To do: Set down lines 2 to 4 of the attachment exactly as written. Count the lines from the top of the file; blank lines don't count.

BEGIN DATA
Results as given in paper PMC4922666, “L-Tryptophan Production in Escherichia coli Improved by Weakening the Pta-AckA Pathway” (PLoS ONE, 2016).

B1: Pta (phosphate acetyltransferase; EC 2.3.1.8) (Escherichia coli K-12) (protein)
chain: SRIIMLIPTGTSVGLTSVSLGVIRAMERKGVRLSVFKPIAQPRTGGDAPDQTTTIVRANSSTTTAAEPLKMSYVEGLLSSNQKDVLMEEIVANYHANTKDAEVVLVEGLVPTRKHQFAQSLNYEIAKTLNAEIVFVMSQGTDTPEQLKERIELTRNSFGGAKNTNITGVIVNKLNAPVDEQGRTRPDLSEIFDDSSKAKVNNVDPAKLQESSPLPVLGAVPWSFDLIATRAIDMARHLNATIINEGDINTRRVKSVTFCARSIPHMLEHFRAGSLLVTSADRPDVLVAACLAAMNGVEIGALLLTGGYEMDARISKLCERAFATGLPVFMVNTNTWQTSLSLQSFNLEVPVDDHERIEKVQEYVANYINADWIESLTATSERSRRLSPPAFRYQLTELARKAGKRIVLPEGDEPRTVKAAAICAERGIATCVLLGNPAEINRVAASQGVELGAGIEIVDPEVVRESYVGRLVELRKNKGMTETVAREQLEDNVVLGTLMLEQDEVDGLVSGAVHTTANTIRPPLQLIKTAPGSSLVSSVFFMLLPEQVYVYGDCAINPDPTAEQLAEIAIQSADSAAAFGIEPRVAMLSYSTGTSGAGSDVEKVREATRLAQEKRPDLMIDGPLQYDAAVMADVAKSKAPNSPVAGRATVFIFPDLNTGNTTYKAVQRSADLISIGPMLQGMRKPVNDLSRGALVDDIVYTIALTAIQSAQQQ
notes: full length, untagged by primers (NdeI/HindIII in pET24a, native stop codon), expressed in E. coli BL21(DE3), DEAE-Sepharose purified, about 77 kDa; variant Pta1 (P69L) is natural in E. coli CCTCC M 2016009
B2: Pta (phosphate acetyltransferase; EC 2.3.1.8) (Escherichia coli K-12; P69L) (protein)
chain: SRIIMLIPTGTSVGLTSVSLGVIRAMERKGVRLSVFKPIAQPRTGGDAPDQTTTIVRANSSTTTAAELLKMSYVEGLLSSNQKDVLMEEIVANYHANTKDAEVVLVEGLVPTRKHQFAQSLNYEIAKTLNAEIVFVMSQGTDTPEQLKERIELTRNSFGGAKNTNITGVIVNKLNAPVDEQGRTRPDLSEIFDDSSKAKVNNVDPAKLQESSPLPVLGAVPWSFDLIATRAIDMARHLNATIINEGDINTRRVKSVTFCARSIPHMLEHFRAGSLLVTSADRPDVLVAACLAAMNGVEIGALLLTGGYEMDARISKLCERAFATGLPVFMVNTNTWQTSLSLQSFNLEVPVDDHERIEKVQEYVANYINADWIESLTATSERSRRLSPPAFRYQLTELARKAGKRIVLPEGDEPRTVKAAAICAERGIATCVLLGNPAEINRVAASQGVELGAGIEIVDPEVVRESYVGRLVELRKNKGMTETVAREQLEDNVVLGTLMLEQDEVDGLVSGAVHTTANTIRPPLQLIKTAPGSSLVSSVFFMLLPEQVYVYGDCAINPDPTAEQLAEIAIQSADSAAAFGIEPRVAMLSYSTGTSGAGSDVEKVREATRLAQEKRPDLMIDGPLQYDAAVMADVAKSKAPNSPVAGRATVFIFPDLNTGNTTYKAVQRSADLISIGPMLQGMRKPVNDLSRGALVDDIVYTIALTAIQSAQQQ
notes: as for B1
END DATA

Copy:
B1: Pta (phosphate acetyltransferase; EC 2.3.1.8) (Escherichia coli K-12) (protein)
chain: SRIIMLIPTGTSVGLTSVSLGVIRAMERKGVRLSVFKPIAQPRTGGDAPDQTTTIVRANSSTTTAAEPLKMSYVEGLLSSNQKDVLMEEIVANYHANTKDAEVVLVEGLVPTRKHQFAQSLNYEIAKTLNAEIVFVMSQGTDTPEQLKERIELTRNSFGGAKNTNITGVIVNKLNAPVDEQGRTRPDLSEIFDDSSKAKVNNVDPAKLQESSPLPVLGAVPWSFDLIATRAIDMARHLNATIINEGDINTRRVKSVTFCARSIPHMLEHFRAGSLLVTSADRPDVLVAACLAAMNGVEIGALLLTGGYEMDARISKLCERAFATGLPVFMVNTNTWQTSLSLQSFNLEVPVDDHERIEKVQEYVANYINADWIESLTATSERSRRLSPPAFRYQLTELARKAGKRIVLPEGDEPRTVKAAAICAERGIATCVLLGNPAEINRVAASQGVELGAGIEIVDPEVVRESYVGRLVELRKNKGMTETVAREQLEDNVVLGTLMLEQDEVDGLVSGAVHTTANTIRPPLQLIKTAPGSSLVSSVFFMLLPEQVYVYGDCAINPDPTAEQLAEIAIQSADSAAAFGIEPRVAMLSYSTGTSGAGSDVEKVREATRLAQEKRPDLMIDGPLQYDAAVMADVAKSKAPNSPVAGRATVFIFPDLNTGNTTYKAVQRSADLISIGPMLQGMRKPVNDLSRGALVDDIVYTIALTAIQSAQQQ
notes: full length, untagged by primers (NdeI/HindIII in pET24a, native stop codon), expressed in E. coli BL21(DE3), DEAE-Sepharose purified, about 77 kDa; variant Pta1 (P69L) is natural in E. coli CCTCC M 2016009